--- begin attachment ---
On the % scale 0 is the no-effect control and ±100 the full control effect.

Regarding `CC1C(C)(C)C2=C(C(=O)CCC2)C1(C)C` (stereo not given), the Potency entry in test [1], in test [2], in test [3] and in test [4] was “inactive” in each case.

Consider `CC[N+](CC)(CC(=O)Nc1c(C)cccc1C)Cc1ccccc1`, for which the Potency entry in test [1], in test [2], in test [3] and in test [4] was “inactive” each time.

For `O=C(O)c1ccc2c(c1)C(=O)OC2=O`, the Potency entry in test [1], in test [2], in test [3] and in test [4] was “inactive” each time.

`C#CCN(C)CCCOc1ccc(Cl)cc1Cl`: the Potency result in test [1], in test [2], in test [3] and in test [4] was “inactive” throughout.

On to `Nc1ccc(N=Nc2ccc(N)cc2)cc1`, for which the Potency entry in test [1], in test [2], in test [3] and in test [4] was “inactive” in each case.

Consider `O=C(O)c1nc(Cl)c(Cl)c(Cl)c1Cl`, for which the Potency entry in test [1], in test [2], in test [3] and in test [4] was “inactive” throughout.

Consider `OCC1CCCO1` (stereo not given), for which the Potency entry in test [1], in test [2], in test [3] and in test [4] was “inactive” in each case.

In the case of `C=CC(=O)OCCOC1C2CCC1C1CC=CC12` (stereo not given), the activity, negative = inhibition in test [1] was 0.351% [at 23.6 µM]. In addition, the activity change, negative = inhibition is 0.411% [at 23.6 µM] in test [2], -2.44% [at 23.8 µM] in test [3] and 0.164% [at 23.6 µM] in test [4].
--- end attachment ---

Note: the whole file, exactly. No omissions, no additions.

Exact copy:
On the % scale 0 is the no-effect control and ±100 the full control effect.

Regarding `CC1C(C)(C)C2=C(C(=O)CCC2)C1(C)C` (stereo not given), the Potency entry in test [1], in test [2], in test [3] and in test [4] was “inactive” in each case.

Consider `CC[N+](CC)(CC(=O)Nc1c(C)cccc1C)Cc1ccccc1`, for which the Potency entry in test [1], in test [2], in test [3] and in test [4] was “inactive” each time.

For `O=C(O)c1ccc2c(c1)C(=O)OC2=O`, the Potency entry in test [1], in test [2], in test [3] and in test [4] was “inactive” each time.

`C#CCN(C)CCCOc1ccc(Cl)cc1Cl`: the Potency result in test [1], in test [2], in test [3] and in test [4] was “inactive” throughout.

On to `Nc1ccc(N=Nc2ccc(N)cc2)cc1`, for which the Potency entry in test [1], in test [2], in test [3] and in test [4] was “inactive” in each case.

Consider `O=C(O)c1nc(Cl)c(Cl)c(Cl)c1Cl`, for which the Potency entry in test [1], in test [2], in test [3] and in test [4] was “inactive” throughout.

Consider `OCC1CCCO1` (stereo not given), for which the Potency entry in test [1], in test [2], in test [3] and in test [4] was “inactive” in each case.

In the case of `C=CC(=O)OCCOC1C2CCC1C1CC=CC12` (stereo not given), the activity, negative = inhibition in test [1] was 0.351% [at 23.6 µM]. In addition, the activity change, negative = inhibition is 0.411% [at 23.6 µM] in test [2], -2.44% [at 23.8 µM] in test [3] and 0.164% [at 23.6 µM] in test [4].